If the person infringing your IP stops after receiving your letter, try to get a formal agreement in writing from them recognising that they have been infringing your rights, and that they agree to stop. If your competitor resumes infringing your rights afterwards you can use this agreement as evidence in court. You may want to seek legal advice about what this agreement should contain.

Online marketplaces

Many internet marketplaces have a standard process for how to deal with IP infringement on their platform. You’ll usually need to report the infringement and include the item numbers that the marketplace uses to keep track of products, so that they can identify the relevant products. You may also need to send evidence that you own the IP right in question, like evidence of a trade mark registration. For further guidance on monitoring trade mark infringements, see our Q&A


Mediation is a voluntary process by which an independent third party (a mediator) helps two or more parties in dispute come to a mutually acceptable arrangement. Advantages of meditation are that it’s more private, less time-consuming and usually less stressful than going to court. You may also be more likely to maintain a good relationship with the other party.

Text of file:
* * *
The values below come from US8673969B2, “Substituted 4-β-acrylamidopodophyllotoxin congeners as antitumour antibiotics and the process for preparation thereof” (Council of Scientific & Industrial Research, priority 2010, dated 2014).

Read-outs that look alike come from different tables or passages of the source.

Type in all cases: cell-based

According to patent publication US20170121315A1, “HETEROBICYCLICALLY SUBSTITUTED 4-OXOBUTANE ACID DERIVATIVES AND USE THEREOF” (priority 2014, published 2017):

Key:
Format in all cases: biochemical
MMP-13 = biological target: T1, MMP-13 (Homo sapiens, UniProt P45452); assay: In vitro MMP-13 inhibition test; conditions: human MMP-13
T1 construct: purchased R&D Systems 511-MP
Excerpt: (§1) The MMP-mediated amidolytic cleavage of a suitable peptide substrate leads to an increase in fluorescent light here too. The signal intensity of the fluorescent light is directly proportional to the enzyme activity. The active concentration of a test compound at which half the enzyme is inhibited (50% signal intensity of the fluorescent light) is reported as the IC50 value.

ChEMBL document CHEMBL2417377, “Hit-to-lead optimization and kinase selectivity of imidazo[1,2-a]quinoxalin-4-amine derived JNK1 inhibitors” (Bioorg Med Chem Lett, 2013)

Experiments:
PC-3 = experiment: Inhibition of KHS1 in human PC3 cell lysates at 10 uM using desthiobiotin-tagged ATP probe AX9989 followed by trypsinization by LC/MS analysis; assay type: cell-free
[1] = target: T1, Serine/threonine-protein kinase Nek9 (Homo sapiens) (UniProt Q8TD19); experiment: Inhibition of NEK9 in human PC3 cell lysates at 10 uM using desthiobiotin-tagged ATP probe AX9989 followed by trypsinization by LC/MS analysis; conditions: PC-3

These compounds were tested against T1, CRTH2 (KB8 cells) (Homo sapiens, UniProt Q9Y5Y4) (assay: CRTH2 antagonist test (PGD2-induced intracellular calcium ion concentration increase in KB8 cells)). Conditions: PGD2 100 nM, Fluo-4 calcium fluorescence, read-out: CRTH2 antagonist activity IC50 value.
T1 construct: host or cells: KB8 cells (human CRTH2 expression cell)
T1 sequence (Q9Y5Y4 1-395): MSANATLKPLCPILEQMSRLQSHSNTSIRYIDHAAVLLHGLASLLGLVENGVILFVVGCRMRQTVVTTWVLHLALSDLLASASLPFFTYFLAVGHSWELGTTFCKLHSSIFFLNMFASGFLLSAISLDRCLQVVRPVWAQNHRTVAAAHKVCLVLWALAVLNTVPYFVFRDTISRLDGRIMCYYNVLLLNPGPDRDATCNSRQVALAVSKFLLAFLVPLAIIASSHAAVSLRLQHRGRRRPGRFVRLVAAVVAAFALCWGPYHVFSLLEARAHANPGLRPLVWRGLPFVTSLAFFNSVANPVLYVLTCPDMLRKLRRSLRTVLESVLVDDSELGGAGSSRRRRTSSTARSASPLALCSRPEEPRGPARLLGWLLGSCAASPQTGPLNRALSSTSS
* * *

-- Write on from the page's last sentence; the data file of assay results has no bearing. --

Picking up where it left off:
The easiest form of mediation for IP disputes is through the IPO mediation service, where an independent expert from the IPO helps you resolve your dispute. A mediator won’t make a decision on your dispute, but helps you resolve it yourselves. See our Q&A for further guidance on the IPO mediation service. Note that mediation can only happen if both you and the other person agree to it. 

However, if you need an immediate solution (like stopping someone selling their product because it’s impacting your sales or brand) only a court can order this. If you don’t want to wait for meditation, you would need to apply to a court for an injunction.